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Kindred of the Dust

From Wikipedia, the free encyclopedia

Kindred of the Dust
Kindred of the dust poster 1922.jpg
Movie poster
Directed byRaoul Walsh
Written byJames T. O'Donohoe (screenplay)
Based onKindred of the Dust
by Peter B. Kyne
Produced byR. A. Walsh Co.
StarringMiriam Cooper
Ralph Graves
CinematographyH. Lyman Broening
Charles Van Enger
Distributed byFirst National Pictures
Release date
  • February 27, 1922 (1922-02-27)
Running time
80 minutes
CountryUnited States
LanguageSilent (English intertitles)

Kindred of the Dust is a 1922 American silent drama film directed by Raoul Walsh, and starring his wife Miriam Cooper. It was based upon the novel of the same name by Peter B. Kyne. The film was the last independent picture for Walsh's production company, and the last film he and Cooper would make together.[1] Today it is one of Walsh's earliest surviving features, and is one of only two non-D. W. Griffith features of Cooper's that still is known to survive.

Plot

As described in a film magazine,[2] upon discovering that her husband is a bigamist with a son, Nan (Cooper) goes back with her infant son to her father. She of course is ostracized by the local church people. When Donald McKaye (Graves) returns from college, he is the first to give her sympathy and understanding. Young McKaye loves Nan and wants to marry her, but his father, The Laird of Tyee (Belmore), has other more ambitious plans for his son and his mother and sisters resent the idea of the mother of a nameless child becoming the wife of the McKaye heir. Nan is ready to give him up, and when Donald yields to his father's wishes and goes to a mountain hut to think it over, she slips away. Donald falls victim to a fever and is taken to a hospital. After resorting to everything else, the mother swallows her pride and sends for Nan, for whom Donald calls constantly. Her presence restores him. The family gives her a cold "thank you" which drives Donald to the final break with his father. He marries Nan and is disinherited. The old Laird refuses to soften, even when, after the man falls into the river from a motor boat headed for the logging camp when a huge log comes down the chute and hits it, the son plunging into the river and saves the father's life. Reconciliation finally comes after a son is born to Donald and Nan.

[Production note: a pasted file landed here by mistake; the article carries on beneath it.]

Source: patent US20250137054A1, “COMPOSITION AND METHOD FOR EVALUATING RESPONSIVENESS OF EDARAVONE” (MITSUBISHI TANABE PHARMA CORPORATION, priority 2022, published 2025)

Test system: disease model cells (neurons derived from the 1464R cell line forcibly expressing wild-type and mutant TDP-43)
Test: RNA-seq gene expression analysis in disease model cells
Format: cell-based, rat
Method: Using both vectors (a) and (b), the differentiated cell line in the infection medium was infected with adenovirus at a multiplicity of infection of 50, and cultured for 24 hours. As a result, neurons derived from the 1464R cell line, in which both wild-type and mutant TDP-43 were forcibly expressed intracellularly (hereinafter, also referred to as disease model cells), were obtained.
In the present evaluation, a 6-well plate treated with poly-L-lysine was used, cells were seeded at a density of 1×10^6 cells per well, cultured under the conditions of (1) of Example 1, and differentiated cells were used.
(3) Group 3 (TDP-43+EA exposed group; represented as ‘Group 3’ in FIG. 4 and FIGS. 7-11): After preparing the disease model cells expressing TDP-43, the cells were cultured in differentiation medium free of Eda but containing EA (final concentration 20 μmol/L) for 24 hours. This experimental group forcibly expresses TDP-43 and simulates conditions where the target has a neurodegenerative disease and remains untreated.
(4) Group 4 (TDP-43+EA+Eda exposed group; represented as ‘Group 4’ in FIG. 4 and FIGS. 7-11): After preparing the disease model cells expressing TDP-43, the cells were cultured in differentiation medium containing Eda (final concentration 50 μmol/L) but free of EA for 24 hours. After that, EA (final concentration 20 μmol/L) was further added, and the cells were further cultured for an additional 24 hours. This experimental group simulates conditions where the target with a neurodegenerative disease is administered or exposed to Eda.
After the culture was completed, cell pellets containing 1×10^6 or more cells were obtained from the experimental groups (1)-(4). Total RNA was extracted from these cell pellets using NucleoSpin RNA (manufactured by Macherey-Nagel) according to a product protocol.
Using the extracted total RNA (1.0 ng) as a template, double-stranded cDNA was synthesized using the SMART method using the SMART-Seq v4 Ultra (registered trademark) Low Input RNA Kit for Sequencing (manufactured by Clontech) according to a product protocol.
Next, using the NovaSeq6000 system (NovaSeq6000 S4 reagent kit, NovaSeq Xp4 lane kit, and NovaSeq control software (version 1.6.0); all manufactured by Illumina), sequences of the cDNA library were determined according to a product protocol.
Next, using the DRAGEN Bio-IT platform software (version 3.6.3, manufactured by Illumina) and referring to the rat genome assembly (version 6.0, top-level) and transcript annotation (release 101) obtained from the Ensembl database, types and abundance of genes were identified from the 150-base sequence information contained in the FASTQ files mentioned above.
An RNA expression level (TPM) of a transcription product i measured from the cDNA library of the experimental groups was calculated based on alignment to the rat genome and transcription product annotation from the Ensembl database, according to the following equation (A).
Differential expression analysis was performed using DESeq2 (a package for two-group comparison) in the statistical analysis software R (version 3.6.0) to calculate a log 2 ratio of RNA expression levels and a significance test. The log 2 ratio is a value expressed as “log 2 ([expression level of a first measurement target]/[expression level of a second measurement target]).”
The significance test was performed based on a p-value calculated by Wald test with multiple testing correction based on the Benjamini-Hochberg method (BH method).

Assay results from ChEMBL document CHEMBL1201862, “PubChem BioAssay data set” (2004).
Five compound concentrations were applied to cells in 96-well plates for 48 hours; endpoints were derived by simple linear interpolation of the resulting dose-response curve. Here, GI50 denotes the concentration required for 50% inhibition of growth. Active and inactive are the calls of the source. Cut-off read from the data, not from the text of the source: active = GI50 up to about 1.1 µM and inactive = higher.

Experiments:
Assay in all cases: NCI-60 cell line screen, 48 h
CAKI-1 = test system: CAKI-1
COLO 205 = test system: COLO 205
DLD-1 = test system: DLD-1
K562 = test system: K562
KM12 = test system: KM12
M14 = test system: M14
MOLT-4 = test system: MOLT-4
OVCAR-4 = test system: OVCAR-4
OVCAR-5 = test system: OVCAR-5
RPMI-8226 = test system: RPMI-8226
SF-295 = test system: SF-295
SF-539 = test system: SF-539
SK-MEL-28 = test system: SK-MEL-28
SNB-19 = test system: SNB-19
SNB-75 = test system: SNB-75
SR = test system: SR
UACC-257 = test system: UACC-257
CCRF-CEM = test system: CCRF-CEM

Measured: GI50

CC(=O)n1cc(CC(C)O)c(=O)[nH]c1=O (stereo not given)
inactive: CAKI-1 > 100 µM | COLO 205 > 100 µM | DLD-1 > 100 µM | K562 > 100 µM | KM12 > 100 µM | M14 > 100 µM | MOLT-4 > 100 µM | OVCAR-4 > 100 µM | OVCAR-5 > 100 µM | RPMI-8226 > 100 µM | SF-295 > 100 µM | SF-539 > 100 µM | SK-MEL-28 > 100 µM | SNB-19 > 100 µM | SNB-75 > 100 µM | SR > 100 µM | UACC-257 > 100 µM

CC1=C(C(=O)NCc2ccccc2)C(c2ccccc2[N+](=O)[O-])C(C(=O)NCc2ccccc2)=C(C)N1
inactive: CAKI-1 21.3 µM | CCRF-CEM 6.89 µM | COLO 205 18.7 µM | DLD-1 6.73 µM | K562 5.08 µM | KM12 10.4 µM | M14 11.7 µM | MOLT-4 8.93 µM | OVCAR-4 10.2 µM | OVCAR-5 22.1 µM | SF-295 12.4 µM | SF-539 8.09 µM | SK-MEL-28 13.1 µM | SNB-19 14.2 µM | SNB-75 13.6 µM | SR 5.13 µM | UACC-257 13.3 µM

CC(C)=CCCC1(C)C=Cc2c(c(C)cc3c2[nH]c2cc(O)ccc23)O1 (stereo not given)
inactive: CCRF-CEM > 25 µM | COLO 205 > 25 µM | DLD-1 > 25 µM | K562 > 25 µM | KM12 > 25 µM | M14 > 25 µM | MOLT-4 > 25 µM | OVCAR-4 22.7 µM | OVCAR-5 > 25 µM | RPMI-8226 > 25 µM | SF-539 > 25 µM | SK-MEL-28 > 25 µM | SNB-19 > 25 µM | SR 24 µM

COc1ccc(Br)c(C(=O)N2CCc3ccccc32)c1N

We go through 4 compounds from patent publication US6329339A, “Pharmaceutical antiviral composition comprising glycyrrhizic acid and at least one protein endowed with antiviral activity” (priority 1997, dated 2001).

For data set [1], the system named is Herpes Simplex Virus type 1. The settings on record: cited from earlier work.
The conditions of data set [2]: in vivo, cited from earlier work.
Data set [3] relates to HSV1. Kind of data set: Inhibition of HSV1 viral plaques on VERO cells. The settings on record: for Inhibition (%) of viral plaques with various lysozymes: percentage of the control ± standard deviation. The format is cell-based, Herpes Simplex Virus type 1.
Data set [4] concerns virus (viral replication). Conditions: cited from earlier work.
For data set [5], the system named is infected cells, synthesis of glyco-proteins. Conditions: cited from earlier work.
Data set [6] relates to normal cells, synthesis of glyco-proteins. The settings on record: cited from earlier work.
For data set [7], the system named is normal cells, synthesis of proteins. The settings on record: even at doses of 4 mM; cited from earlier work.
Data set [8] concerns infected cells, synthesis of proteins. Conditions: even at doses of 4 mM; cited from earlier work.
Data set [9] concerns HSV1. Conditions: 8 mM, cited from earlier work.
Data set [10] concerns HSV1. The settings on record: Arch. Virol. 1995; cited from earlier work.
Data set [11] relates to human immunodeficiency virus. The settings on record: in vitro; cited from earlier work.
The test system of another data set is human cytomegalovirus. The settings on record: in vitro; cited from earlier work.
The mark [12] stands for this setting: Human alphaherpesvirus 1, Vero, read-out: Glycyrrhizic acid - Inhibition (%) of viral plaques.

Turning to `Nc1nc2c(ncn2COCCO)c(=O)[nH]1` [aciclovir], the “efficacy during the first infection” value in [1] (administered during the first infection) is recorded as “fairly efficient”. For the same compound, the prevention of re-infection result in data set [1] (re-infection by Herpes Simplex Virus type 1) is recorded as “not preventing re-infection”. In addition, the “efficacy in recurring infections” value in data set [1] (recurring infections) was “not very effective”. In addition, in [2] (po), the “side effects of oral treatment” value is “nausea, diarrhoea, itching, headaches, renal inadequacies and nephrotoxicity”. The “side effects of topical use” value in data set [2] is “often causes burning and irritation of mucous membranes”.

Cast

Production

During filming Cooper accidentally gazed into a stage light causing her permanent eye damage that lasted until the end of her life.[3] The film ended up being Walsh's final independent production and was the last time Cooper and Walsh (who had made several films together) worked together.[1] The film was one of Cooper's last films as she retired in 1923.

Release

The film was released on February 27, 1922. Cooper felt it was mediocre but the film performed decently at the box office.[1] The film still exists and was restored in 2004, is one of the few films from Walsh's early years to survive, and is also one of only two surviving films from Cooper's starring years. The film has been screened at a few film festivals since its restoration but has not been released for home video.

References

  1. ^ a b c Cooper, Miriam (1973). Dark Lady of the Silents. Bobbs Merrill. p. 172. ISBN 0-672-51725-6.
  2. ^ "Reviews: Kindred of the Dust". Exhibitors Herald. New York City: Exhibitors Herald Company. 14 (6): 62. February 4, 1922.
  3. ^ Cooper, Miriam (1973). Dark Lady of the Silents. Bobbs Merrill. pp. 177–178. ISBN 0-672-51725-6.

External links

This page was last edited on 22 August 2020, at 09:02
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